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Prince William’s pal will not stay in royal role for King Charles’ coronation

Prince William's close friend, the Marquess of Cholmondeley, will no longer be carrying out his royal-related duties following the Queen's death.

The Marquess, whose name is David Rocksavage, acted as the Lord Great Chamberlain during Elizabeth II's reign and was required to walk backwards facing the monarch at the State Opening of Parliament this year.

However, since the ascension of King Charles III, the duty has been passed to Rupert Carrington, known as the 7th Lord Carrington, as the ceremonial role changes to a different aristocratic family when a new reign begins.

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Rupert began his first duties on Monday (September 12), greeting the King and Queen Consort Camilla at Westminster Hall.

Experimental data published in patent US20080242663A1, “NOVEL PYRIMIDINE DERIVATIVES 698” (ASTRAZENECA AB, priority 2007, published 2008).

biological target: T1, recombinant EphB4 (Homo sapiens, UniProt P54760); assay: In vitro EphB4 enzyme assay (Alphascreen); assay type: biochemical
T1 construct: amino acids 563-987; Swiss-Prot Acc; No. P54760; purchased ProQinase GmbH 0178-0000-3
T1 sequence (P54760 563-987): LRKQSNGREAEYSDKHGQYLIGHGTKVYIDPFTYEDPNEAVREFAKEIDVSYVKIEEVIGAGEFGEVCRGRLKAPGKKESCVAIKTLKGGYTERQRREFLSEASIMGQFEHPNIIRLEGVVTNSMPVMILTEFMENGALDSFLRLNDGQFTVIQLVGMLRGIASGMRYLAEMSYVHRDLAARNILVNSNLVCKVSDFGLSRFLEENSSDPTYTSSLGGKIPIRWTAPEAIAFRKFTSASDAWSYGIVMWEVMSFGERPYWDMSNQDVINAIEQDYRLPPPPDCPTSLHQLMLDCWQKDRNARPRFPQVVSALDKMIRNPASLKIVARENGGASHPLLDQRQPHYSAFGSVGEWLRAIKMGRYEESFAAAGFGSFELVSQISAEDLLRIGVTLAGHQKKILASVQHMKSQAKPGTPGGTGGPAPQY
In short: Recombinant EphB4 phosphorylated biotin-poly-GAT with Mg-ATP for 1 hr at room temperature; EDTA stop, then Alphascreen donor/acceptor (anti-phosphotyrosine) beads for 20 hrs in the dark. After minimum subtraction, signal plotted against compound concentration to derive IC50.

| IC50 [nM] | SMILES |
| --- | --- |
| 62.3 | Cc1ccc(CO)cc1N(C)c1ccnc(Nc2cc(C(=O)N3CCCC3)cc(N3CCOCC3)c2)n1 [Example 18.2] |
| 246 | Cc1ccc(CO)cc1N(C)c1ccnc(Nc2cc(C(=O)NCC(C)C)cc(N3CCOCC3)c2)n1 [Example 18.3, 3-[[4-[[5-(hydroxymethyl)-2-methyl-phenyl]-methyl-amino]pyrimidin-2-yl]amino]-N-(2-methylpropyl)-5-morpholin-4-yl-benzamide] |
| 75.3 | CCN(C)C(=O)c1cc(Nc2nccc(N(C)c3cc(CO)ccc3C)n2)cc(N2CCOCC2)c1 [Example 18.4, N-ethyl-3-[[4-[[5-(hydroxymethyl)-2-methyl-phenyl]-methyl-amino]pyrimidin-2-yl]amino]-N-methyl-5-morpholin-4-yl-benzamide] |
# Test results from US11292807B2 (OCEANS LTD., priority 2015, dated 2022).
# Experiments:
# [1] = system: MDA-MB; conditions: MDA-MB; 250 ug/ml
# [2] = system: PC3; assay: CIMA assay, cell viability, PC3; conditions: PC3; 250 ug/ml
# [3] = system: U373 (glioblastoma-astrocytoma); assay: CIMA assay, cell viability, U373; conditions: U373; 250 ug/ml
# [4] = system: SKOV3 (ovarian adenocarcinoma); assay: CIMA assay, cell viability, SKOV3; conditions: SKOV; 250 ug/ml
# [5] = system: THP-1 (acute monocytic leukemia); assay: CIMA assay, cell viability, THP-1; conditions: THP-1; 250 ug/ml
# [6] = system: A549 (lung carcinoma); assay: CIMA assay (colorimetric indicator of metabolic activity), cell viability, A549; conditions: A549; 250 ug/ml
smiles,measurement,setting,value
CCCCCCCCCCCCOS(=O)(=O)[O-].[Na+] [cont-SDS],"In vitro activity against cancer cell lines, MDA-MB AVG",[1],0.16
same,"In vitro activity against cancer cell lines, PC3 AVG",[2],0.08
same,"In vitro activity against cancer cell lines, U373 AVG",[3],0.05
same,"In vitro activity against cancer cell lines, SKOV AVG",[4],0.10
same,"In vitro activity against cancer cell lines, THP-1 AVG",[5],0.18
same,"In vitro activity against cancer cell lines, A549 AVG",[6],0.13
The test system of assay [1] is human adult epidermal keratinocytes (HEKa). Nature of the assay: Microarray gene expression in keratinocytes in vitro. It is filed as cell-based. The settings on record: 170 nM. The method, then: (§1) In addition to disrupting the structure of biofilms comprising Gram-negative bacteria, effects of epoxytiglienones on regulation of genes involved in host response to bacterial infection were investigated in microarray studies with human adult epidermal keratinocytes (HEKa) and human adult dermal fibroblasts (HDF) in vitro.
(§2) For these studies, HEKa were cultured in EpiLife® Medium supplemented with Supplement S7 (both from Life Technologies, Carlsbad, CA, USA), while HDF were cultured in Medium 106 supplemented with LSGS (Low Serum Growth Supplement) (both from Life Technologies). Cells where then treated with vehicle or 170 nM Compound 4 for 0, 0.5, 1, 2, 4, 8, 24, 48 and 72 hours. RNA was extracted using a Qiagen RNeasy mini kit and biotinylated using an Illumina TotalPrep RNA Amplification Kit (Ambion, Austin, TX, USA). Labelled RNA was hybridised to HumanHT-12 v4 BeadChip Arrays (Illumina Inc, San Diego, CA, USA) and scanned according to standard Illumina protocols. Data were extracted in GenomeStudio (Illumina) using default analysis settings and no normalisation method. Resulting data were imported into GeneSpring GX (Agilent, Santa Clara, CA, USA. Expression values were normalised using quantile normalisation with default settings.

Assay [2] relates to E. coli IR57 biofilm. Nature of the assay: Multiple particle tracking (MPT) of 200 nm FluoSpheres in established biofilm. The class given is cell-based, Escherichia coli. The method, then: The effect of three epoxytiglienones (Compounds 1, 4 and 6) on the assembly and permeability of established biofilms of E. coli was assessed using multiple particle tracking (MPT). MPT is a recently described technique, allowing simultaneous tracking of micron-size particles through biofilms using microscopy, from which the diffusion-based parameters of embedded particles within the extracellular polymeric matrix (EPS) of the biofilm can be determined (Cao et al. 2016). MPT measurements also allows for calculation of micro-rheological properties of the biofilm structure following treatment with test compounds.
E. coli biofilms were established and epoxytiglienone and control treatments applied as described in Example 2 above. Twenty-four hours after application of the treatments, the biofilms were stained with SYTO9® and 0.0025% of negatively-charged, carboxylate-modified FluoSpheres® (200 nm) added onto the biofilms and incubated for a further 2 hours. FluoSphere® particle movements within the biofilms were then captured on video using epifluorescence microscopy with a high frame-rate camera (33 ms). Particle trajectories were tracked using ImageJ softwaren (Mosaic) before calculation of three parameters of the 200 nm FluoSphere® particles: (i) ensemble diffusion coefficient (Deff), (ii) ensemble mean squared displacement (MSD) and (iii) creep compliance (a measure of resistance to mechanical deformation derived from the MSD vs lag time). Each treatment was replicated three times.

He is also expected to have a starring role in King Charles III's Coronation, thought to take place next year, with his duties including dressing the monarch on the day, as well as serving them water before and after the banquet.

As part of his role, he will wear a scarlet court uniform and bear a gold key and white stave as part of the insignia.

Friends of David Rocksavage have said that the filmmaker isn't too upset about relinquishing his role, telling the Daily Mail: "David always knew he would not have the job for life. It was an honour to carry it out for as long as he did."

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David, 62, is married to Rose Hanbury, 38, with the couple residing in their 10-bedroom Grade I listed property, Houghton Hall, just a few miles away from the Prince and Princess of Wales' home, Anmer Hall, in Sandringham.

The pair married in 2009 and gave birth to twin sons in the same year, before welcoming a daughter, in 2016.

David inherited his aristocratic title in 1990 after his father passed away and is estimated to be worth around £122m, which also includes ownership of Cholmondeley Castle in Cheshire.


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